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Confidential senate report recommends ‘corporatisation’ of University governance

Tom Joyner reports

A confidential report commissioned by the University of Sydney senate in 2015 urged it to slash the number of its members to minimise representation and adopt attributes more in line with a corporation.

For the first time, limited details have been made public about major governance changes  the University decided in a closed senate meeting on December 14 last year, in which the position of all elected alumni members of senate – known as fellows – were cut from 2017 onwards.

The partially redacted documents, obtained by Honi Soit under Freedom of Information legislation, have revealed auditors urged the University to see itself as an “entrepreneurial organisation” and appoint more senate fellows with “financial expertise” from the private sector.

“There should be more emphasis on the skills and expertise needed by senate and less emphasis on representation of constituencies,” the report reads.

Dr Michael Copeman, a former long-serving fellow of senate, said the level of secrecy around the report was “a bit of a joke”.

“I don’t think there was any evidence in any of the 14 years I was on senate there was a deficiency in that area [of financial expertise],” he said.

Current and former staff-elected members of senate Honi spoke to expressed their concern with the implications in the report.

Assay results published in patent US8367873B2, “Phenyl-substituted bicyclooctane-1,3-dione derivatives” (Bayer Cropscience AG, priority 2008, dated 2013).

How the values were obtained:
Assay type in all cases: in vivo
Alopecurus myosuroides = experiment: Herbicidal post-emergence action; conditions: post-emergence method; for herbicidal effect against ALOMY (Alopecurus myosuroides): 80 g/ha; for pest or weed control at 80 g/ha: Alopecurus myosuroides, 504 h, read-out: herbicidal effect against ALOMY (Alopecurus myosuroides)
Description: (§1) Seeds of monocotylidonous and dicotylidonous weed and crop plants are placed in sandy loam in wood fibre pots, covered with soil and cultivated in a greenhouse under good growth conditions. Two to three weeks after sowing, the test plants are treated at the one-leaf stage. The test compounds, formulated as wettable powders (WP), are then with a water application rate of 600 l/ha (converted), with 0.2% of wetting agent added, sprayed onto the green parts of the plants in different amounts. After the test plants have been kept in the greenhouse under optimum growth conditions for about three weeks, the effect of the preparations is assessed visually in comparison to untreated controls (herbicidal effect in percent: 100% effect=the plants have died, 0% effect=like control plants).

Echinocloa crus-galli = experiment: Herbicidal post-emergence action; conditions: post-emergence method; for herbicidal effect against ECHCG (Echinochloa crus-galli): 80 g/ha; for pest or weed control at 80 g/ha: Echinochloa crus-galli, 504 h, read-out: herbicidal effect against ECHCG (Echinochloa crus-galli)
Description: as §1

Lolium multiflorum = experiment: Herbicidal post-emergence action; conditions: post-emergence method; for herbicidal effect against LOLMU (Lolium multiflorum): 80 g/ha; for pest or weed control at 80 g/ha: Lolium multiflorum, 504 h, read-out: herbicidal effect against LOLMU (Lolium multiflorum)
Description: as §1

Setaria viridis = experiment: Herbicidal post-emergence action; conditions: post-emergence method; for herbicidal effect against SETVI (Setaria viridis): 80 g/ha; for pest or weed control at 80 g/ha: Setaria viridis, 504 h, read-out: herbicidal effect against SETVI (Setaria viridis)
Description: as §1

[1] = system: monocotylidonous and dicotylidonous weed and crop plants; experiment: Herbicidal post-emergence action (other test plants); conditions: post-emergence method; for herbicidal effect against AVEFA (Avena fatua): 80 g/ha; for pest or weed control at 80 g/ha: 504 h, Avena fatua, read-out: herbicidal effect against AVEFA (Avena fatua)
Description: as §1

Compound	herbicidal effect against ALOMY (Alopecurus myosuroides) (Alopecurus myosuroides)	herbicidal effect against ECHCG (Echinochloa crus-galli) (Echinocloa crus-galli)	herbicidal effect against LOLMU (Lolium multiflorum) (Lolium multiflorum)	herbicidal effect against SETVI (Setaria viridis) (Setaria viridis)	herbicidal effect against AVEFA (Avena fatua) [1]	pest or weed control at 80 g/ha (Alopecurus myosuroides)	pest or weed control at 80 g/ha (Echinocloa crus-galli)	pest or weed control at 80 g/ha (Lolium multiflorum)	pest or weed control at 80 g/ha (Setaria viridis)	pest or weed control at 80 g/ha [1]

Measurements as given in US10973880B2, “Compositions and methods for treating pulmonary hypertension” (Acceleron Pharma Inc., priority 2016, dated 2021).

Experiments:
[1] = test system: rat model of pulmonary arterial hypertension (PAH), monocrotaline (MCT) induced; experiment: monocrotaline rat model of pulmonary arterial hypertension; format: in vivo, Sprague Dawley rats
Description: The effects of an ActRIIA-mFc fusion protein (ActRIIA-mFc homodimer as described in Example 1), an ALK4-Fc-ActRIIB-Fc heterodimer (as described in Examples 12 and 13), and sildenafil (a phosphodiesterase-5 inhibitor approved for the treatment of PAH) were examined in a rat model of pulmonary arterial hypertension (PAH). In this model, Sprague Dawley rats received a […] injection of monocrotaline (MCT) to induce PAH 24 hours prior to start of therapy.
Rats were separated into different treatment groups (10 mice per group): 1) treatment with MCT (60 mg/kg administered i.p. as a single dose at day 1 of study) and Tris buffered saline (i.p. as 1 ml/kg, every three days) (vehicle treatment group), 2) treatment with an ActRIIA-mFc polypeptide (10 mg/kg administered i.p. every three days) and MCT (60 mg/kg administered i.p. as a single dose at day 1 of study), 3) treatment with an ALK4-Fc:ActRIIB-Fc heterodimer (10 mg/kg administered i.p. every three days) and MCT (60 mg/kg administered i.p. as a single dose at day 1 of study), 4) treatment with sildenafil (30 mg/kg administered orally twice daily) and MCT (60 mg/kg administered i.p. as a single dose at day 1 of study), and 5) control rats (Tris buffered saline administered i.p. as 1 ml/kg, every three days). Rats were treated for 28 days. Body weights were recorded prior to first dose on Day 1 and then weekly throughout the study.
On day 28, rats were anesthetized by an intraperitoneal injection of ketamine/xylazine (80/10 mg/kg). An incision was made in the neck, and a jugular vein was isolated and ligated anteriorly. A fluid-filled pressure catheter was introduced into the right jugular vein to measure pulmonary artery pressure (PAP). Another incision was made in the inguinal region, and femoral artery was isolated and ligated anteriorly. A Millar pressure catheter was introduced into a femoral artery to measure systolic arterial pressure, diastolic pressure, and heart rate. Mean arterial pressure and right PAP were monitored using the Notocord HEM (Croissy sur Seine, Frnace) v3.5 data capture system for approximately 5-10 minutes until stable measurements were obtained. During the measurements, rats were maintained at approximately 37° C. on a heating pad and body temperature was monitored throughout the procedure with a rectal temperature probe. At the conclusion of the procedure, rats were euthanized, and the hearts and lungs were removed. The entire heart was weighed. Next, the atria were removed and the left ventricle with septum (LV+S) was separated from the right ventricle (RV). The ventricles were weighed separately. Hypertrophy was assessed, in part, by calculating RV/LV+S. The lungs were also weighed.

I know the current Chancellor doesn’t like using the word ‘corporate’, but it really is a corporate board in the sense that it behaves exactly in the way that a corporate board does,” Copeman said.

“Each step that [the University’s administration] makes is an entrenchment of their power at the expense of their constituencies… because it becomes self-perpetuating and self-interested,” said Stephen Ingate, vice-president of the USU Alumni and Friends Association.

“The managers manage for themselves. They say that they manage for the stakeholders but they don’t.”

Others within the University, who all asked to remain anonymous, told Honi many of their colleagues were hesitant to speak out against the governance changes for fear of recrimination by the Vice-Chancellor, who they described as a “control freak”.

Professor Christopher Murphy, a current senate fellow elected from the academic staff, told Honi in January the governance changes would make the senate a “self-serving board in a cycle of patronage”.

The released senate report is an insight into how the University sees itself evolving from a public education institution into a quasi-corporate body overseen by professional financial managers.

“The traditional model of university management under which academic institutions were run by their academic communities [has shifted] towards more hierarchical models of management,” the report reads.

A spokesperson for the University rejected the suggestion USyd had ‘corporatised’ under its new governance structure.

“Our aspiration to provide the highest quality teaching and research must be underpinned by best practice governance. To ensure this, Senate in December 2015 resolved to make changes to its composition in order to increase its capacity for decision making and broaden its skill base,” they said in an statement.

The released documents were originally requested through a Freedom of Information request in January, but returned nothing back. Very little more information was returned a month later upon request for an internal review. It was not until Honi took the matter to the NSW Information and Privacy Commissioner for review that the partially-redacted documents were released.

The election of two student senate fellows is due to be held next semester.